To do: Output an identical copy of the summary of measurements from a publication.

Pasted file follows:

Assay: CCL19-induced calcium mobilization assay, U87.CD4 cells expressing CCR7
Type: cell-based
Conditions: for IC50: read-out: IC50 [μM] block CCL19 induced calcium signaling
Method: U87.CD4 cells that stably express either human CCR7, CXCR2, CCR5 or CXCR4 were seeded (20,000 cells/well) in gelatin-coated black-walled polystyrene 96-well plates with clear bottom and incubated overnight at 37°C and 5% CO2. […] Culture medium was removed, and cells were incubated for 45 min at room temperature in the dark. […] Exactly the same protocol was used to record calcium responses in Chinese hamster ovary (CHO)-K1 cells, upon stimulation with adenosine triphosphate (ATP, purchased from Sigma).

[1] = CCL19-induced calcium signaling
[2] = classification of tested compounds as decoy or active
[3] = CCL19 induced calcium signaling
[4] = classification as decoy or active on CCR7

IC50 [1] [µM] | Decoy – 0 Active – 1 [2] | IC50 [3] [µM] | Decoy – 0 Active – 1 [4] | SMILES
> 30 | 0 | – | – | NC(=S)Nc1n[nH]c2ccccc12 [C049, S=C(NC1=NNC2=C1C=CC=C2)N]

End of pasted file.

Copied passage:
Assay: CCL19-induced calcium mobilization assay, U87.CD4 cells expressing CCR7
Type: cell-based
Conditions: for IC50: read-out: IC50 [μM] block CCL19 induced calcium signaling
Method: U87.CD4 cells that stably express either human CCR7, CXCR2, CCR5 or CXCR4 were seeded (20,000 cells/well) in gelatin-coated black-walled polystyrene 96-well plates with clear bottom and incubated overnight at 37°C and 5% CO2. […] Culture medium was removed, and cells were incubated for 45 min at room temperature in the dark. […] Exactly the same protocol was used to record calcium responses in Chinese hamster ovary (CHO)-K1 cells, upon stimulation with adenosine triphosphate (ATP, purchased from Sigma).

[1] = CCL19-induced calcium signaling
[2] = classification of tested compounds as decoy or active
[3] = CCL19 induced calcium signaling
[4] = classification as decoy or active on CCR7

IC50 [1] [µM] | Decoy – 0 Active – 1 [2] | IC50 [3] [µM] | Decoy – 0 Active – 1 [4] | SMILES
> 30 | 0 | – | – | NC(=S)Nc1n[nH]c2ccccc12 [C049, S=C(NC1=NNC2=C1C=CC=C2)N]